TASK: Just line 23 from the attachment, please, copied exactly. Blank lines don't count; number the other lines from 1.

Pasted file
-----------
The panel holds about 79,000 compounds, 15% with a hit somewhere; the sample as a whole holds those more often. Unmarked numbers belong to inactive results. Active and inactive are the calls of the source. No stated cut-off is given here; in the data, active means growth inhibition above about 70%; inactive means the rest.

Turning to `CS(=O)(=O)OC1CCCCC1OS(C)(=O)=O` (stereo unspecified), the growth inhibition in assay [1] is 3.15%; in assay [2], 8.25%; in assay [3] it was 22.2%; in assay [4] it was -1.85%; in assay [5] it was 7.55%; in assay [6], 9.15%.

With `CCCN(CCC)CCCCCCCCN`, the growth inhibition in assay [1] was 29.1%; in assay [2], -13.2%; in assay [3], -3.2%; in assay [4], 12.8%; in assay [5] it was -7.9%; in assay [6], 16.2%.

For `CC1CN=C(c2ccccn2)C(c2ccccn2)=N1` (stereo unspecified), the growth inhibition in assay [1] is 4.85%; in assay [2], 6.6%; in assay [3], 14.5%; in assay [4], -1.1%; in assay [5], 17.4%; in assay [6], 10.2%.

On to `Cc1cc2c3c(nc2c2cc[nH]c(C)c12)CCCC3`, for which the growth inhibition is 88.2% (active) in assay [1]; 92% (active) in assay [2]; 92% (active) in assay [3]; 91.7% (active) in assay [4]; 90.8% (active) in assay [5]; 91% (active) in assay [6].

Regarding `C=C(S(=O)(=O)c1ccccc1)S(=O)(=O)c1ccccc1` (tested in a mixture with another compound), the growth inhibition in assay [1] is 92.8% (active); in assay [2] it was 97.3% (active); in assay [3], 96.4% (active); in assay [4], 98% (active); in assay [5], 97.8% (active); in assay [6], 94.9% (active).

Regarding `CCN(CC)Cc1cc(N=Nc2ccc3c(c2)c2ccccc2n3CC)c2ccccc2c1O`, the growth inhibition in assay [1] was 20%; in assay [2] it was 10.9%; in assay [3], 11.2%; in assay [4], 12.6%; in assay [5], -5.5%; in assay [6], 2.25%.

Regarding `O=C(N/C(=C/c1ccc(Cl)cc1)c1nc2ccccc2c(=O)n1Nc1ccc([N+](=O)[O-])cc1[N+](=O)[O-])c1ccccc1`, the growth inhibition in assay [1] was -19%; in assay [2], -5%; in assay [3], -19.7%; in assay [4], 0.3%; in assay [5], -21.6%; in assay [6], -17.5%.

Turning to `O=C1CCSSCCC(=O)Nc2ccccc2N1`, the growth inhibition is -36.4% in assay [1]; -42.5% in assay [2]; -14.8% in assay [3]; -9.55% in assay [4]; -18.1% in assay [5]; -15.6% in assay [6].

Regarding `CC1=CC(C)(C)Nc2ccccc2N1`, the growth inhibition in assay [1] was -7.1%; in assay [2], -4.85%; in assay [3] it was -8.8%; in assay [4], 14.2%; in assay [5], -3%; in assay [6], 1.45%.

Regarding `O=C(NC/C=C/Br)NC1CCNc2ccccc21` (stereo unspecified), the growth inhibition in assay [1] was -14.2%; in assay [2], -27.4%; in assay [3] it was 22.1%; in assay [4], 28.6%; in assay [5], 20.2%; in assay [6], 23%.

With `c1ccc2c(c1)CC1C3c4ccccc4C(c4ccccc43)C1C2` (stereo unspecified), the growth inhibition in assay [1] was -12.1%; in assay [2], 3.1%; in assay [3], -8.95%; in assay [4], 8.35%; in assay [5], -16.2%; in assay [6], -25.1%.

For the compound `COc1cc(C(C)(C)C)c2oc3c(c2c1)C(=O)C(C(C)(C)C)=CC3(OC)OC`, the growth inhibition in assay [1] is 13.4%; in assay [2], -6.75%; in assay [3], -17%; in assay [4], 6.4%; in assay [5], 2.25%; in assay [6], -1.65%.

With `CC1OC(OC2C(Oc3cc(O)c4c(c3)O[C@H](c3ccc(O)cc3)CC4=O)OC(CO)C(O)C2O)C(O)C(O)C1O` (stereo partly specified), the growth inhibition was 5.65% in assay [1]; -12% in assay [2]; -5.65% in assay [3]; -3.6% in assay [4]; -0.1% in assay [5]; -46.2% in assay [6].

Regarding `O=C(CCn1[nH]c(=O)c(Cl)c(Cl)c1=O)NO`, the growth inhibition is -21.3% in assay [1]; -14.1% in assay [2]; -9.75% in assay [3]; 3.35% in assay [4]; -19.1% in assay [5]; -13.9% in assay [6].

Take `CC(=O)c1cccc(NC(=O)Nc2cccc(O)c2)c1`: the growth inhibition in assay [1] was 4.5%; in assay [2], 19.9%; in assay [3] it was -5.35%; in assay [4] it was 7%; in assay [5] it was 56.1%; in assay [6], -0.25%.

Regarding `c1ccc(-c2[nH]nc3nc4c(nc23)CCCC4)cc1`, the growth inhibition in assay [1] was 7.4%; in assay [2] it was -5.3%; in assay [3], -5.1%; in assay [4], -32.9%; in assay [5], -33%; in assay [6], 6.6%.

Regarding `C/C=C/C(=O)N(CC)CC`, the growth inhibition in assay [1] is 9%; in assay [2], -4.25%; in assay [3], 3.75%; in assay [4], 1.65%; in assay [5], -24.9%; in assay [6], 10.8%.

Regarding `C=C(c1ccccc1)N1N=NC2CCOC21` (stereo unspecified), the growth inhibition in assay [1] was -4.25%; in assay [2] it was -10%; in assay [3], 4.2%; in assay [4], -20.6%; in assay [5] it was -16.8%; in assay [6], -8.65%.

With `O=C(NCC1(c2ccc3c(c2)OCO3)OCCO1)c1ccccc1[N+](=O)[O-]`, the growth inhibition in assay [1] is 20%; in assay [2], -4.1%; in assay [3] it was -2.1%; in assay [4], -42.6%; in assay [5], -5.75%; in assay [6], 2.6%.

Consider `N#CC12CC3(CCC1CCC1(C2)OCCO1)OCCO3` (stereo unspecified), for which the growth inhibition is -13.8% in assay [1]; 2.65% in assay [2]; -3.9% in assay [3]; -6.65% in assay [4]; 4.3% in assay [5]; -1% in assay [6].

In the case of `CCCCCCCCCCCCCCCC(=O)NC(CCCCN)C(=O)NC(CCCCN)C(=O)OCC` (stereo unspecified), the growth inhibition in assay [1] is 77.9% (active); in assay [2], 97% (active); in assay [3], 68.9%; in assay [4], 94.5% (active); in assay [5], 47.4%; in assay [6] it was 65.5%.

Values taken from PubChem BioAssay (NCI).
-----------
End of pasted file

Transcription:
Values taken from PubChem BioAssay (NCI).